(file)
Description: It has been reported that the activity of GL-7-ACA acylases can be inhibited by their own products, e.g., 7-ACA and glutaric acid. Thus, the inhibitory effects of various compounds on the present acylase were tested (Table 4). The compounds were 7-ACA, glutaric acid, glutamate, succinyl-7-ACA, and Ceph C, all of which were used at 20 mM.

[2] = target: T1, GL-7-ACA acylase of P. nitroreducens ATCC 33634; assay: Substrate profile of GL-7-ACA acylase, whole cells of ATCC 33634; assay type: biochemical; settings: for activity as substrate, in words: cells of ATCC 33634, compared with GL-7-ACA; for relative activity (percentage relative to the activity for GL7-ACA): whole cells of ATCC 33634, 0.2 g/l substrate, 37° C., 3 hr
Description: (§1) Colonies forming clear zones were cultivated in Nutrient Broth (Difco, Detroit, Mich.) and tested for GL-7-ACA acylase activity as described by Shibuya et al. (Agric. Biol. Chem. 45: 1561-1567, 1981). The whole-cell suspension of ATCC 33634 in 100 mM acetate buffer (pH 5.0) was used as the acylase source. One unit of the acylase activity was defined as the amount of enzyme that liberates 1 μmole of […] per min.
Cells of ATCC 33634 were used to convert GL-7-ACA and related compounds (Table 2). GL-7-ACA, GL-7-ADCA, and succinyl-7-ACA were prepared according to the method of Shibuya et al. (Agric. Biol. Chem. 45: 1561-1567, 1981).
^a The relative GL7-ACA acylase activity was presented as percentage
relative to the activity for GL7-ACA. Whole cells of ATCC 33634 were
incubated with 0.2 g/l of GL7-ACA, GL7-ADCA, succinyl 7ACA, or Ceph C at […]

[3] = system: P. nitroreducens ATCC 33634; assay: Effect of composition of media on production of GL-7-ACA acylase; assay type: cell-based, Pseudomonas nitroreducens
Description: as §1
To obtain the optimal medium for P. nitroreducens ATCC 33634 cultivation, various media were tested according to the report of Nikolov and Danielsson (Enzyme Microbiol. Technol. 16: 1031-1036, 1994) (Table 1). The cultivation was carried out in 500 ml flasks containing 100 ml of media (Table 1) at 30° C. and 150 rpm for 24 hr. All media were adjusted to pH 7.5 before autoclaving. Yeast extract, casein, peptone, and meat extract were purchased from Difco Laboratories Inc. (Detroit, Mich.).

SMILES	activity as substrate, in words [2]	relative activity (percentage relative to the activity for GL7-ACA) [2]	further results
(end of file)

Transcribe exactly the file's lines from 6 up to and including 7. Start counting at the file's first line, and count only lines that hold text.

relative to the activity for GL7-ACA. Whole cells of ATCC 33634 were
incubated with 0.2 g/l of GL7-ACA, GL7-ADCA, succinyl 7ACA, or Ceph C at […]